1 Institute of Chemical Engineering, Biotechnology and Environmental Technology, Faculty of Engineering, SDU2 Department of Physics, Chemistry and Pharmacy, Faculty of Science, SDU3 unknown4 Institute of Chemical Engineering, Biotechnology and Environmental Technology, Faculty of Engineering, SDU
A combination of electrochemical, spectroscopic and gravimetric methods was carried out on Proton Exchange Membrane (PEM) fuel cell electrodes with the focus on platinum and ruthenium catalysts dissolution, and the membrane degradation. In cyclic voltammetry (CV) experiments, the noble metals were found to dissolve in 1 M sulfuric acid solution and the dissolution increased exponentially with the upper potential limit (UPL) between 0.6 and 1.6 vs. RHE. 2-20% of the Pt (depending on the catalyst type) was found to be dissolved during the experiments. Under the same conditions, 30-100% of the Ru (depending on the catalyst type) was found to be dissolved. The faster dissolution of ruthenium compared to platinum in the alloy type catalysts was also confirmed by X-ray diffraction measurements. The dissolution of the carbon supported catalyst was found one order of magnitude higher than the unsupported catalyst. Other factors like medium acidity, chloride content and oxygen partial pressure all turned out to influence the noble metal dissolution. The degradation of the polyfluorinated sulfonic acid membrane electrolyte was also found to be an important source of increased acidity in the Three-Phase-Boundary (TPB), and consequently the dissolution of the noble metal catalysts. (C) 2010 Elsevier B.V. All rights reserved.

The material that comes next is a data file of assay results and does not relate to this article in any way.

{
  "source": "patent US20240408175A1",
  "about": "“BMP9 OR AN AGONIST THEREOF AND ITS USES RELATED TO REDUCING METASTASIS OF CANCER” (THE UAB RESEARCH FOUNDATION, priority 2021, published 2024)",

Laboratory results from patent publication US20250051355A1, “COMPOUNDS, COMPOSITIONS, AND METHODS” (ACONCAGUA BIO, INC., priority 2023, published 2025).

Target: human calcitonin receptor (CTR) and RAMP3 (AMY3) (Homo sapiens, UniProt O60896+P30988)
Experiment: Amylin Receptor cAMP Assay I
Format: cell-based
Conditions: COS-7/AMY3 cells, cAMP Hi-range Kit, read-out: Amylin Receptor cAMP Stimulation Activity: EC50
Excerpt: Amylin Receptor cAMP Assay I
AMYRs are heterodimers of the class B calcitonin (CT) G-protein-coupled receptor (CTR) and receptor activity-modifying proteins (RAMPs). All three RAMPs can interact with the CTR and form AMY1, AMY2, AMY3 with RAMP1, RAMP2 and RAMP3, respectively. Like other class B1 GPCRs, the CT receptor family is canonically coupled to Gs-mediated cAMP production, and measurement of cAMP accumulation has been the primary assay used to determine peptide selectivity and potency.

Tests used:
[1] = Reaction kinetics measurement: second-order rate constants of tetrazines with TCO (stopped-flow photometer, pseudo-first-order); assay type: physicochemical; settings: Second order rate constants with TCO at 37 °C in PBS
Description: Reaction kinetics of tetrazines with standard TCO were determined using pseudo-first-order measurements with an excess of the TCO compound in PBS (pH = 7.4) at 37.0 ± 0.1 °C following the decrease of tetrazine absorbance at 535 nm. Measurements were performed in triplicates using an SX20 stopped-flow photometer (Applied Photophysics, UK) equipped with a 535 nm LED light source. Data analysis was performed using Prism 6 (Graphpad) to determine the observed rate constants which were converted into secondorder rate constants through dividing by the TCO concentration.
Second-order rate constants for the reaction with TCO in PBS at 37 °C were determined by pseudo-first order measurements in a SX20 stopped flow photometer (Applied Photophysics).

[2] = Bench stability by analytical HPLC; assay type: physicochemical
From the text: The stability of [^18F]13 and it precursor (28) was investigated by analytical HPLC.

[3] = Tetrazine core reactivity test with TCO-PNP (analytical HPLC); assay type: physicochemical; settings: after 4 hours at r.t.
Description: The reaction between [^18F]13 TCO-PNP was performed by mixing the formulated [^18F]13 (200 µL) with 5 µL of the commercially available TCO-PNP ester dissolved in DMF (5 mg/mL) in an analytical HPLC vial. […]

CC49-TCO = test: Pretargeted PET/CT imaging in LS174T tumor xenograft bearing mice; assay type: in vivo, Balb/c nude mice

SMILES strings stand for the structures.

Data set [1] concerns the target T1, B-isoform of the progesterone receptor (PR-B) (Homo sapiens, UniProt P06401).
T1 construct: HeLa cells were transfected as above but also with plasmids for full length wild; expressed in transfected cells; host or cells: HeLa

Solid State Ionics, 2011, Vol 192, Issue 1, p. 602-606